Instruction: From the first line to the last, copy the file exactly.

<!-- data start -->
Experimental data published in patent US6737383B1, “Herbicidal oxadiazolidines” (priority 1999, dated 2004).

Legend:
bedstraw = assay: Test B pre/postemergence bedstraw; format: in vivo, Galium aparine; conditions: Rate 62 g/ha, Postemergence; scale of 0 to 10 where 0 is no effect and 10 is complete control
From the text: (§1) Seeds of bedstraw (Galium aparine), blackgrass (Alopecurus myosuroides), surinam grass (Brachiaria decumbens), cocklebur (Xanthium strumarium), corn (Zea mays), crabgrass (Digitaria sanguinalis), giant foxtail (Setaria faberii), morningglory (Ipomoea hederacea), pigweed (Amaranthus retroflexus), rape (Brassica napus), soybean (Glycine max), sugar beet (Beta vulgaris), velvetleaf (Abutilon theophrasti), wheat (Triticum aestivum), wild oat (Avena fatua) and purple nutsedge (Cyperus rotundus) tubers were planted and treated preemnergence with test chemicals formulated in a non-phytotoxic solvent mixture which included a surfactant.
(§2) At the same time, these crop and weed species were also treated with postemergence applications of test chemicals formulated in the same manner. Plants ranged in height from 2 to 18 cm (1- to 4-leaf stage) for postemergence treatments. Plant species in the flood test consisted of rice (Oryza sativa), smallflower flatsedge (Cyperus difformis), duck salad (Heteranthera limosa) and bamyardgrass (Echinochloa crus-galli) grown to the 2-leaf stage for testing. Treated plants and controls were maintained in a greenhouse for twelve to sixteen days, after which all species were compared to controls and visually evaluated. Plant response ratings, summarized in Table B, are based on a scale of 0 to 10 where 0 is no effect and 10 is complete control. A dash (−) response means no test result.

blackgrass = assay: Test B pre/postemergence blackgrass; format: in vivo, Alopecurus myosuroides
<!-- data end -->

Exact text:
Experimental data published in patent US6737383B1, “Herbicidal oxadiazolidines” (priority 1999, dated 2004).

Legend:
bedstraw = assay: Test B pre/postemergence bedstraw; format: in vivo, Galium aparine; conditions: Rate 62 g/ha, Postemergence; scale of 0 to 10 where 0 is no effect and 10 is complete control
From the text: (§1) Seeds of bedstraw (Galium aparine), blackgrass (Alopecurus myosuroides), surinam grass (Brachiaria decumbens), cocklebur (Xanthium strumarium), corn (Zea mays), crabgrass (Digitaria sanguinalis), giant foxtail (Setaria faberii), morningglory (Ipomoea hederacea), pigweed (Amaranthus retroflexus), rape (Brassica napus), soybean (Glycine max), sugar beet (Beta vulgaris), velvetleaf (Abutilon theophrasti), wheat (Triticum aestivum), wild oat (Avena fatua) and purple nutsedge (Cyperus rotundus) tubers were planted and treated preemnergence with test chemicals formulated in a non-phytotoxic solvent mixture which included a surfactant.
(§2) At the same time, these crop and weed species were also treated with postemergence applications of test chemicals formulated in the same manner. Plants ranged in height from 2 to 18 cm (1- to 4-leaf stage) for postemergence treatments. Plant species in the flood test consisted of rice (Oryza sativa), smallflower flatsedge (Cyperus difformis), duck salad (Heteranthera limosa) and bamyardgrass (Echinochloa crus-galli) grown to the 2-leaf stage for testing. Treated plants and controls were maintained in a greenhouse for twelve to sixteen days, after which all species were compared to controls and visually evaluated. Plant response ratings, summarized in Table B, are based on a scale of 0 to 10 where 0 is no effect and 10 is complete control. A dash (−) response means no test result.

blackgrass = assay: Test B pre/postemergence blackgrass; format: in vivo, Alopecurus myosuroides